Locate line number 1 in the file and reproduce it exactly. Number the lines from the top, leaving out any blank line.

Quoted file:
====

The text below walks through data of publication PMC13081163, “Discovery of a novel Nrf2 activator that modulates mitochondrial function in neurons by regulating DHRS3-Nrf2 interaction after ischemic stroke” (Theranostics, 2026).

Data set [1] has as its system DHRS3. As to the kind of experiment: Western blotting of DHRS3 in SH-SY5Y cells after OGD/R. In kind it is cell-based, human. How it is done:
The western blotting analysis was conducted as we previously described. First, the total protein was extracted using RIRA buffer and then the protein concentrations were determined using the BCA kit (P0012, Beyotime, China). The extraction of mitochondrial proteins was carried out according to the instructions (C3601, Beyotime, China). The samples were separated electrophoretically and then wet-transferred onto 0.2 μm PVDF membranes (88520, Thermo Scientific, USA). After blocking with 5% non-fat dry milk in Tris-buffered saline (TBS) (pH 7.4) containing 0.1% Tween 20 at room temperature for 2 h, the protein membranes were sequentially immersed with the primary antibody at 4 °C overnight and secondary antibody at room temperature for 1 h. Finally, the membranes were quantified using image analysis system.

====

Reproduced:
The text below walks through data of publication PMC13081163, “Discovery of a novel Nrf2 activator that modulates mitochondrial function in neurons by regulating DHRS3-Nrf2 interaction after ischemic stroke” (Theranostics, 2026).